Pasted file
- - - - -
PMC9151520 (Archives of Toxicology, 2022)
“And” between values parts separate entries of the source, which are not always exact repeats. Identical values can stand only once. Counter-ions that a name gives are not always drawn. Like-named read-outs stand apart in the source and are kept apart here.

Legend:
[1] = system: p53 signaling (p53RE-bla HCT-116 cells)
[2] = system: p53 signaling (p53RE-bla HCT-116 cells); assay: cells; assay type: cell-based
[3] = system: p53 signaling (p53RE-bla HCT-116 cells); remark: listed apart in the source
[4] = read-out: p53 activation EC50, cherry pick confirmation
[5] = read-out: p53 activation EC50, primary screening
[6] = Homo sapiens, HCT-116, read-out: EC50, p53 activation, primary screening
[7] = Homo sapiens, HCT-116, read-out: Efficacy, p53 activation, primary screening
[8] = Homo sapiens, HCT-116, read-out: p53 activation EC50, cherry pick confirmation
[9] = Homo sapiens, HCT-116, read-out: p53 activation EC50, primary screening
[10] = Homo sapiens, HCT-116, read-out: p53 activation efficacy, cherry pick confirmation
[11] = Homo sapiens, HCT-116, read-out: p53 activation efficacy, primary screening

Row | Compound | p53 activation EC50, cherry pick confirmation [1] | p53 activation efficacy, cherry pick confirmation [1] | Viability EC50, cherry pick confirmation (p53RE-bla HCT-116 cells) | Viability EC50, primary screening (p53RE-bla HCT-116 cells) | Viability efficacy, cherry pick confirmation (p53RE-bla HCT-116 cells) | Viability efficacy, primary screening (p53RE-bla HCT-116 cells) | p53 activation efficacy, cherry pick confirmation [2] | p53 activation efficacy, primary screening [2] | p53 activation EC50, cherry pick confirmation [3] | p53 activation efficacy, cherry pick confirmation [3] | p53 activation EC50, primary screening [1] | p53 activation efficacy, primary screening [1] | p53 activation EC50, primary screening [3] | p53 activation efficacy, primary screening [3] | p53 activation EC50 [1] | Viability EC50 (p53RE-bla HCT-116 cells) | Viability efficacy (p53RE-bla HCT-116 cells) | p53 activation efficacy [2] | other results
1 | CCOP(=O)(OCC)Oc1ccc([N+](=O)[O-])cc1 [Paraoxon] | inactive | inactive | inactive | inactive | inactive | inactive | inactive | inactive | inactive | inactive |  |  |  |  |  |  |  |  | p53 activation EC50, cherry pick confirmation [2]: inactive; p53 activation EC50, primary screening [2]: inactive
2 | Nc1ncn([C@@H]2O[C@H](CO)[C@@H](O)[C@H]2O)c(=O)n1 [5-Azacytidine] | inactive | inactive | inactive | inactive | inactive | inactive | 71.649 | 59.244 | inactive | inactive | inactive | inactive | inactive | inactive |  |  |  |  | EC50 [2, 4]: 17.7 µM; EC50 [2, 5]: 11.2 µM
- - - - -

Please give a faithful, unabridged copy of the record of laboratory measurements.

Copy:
PMC9151520 (Archives of Toxicology, 2022)
“And” between values parts separate entries of the source, which are not always exact repeats. Identical values can stand only once. Counter-ions that a name gives are not always drawn. Like-named read-outs stand apart in the source and are kept apart here.

Legend:
[1] = system: p53 signaling (p53RE-bla HCT-116 cells)
[2] = system: p53 signaling (p53RE-bla HCT-116 cells); assay: cells; assay type: cell-based
[3] = system: p53 signaling (p53RE-bla HCT-116 cells); remark: listed apart in the source
[4] = read-out: p53 activation EC50, cherry pick confirmation
[5] = read-out: p53 activation EC50, primary screening
[6] = Homo sapiens, HCT-116, read-out: EC50, p53 activation, primary screening
[7] = Homo sapiens, HCT-116, read-out: Efficacy, p53 activation, primary screening
[8] = Homo sapiens, HCT-116, read-out: p53 activation EC50, cherry pick confirmation
[9] = Homo sapiens, HCT-116, read-out: p53 activation EC50, primary screening
[10] = Homo sapiens, HCT-116, read-out: p53 activation efficacy, cherry pick confirmation
[11] = Homo sapiens, HCT-116, read-out: p53 activation efficacy, primary screening

Row | Compound | p53 activation EC50, cherry pick confirmation [1] | p53 activation efficacy, cherry pick confirmation [1] | Viability EC50, cherry pick confirmation (p53RE-bla HCT-116 cells) | Viability EC50, primary screening (p53RE-bla HCT-116 cells) | Viability efficacy, cherry pick confirmation (p53RE-bla HCT-116 cells) | Viability efficacy, primary screening (p53RE-bla HCT-116 cells) | p53 activation efficacy, cherry pick confirmation [2] | p53 activation efficacy, primary screening [2] | p53 activation EC50, cherry pick confirmation [3] | p53 activation efficacy, cherry pick confirmation [3] | p53 activation EC50, primary screening [1] | p53 activation efficacy, primary screening [1] | p53 activation EC50, primary screening [3] | p53 activation efficacy, primary screening [3] | p53 activation EC50 [1] | Viability EC50 (p53RE-bla HCT-116 cells) | Viability efficacy (p53RE-bla HCT-116 cells) | p53 activation efficacy [2] | other results
1 | CCOP(=O)(OCC)Oc1ccc([N+](=O)[O-])cc1 [Paraoxon] | inactive | inactive | inactive | inactive | inactive | inactive | inactive | inactive | inactive | inactive |  |  |  |  |  |  |  |  | p53 activation EC50, cherry pick confirmation [2]: inactive; p53 activation EC50, primary screening [2]: inactive
2 | Nc1ncn([C@@H]2O[C@H](CO)[C@@H](O)[C@H]2O)c(=O)n1 [5-Azacytidine] | inactive | inactive | inactive | inactive | inactive | inactive | 71.649 | 59.244 | inactive | inactive | inactive | inactive | inactive | inactive |  |  |  |  | EC50 [2, 4]: 17.7 µM; EC50 [2, 5]: 11.2 µM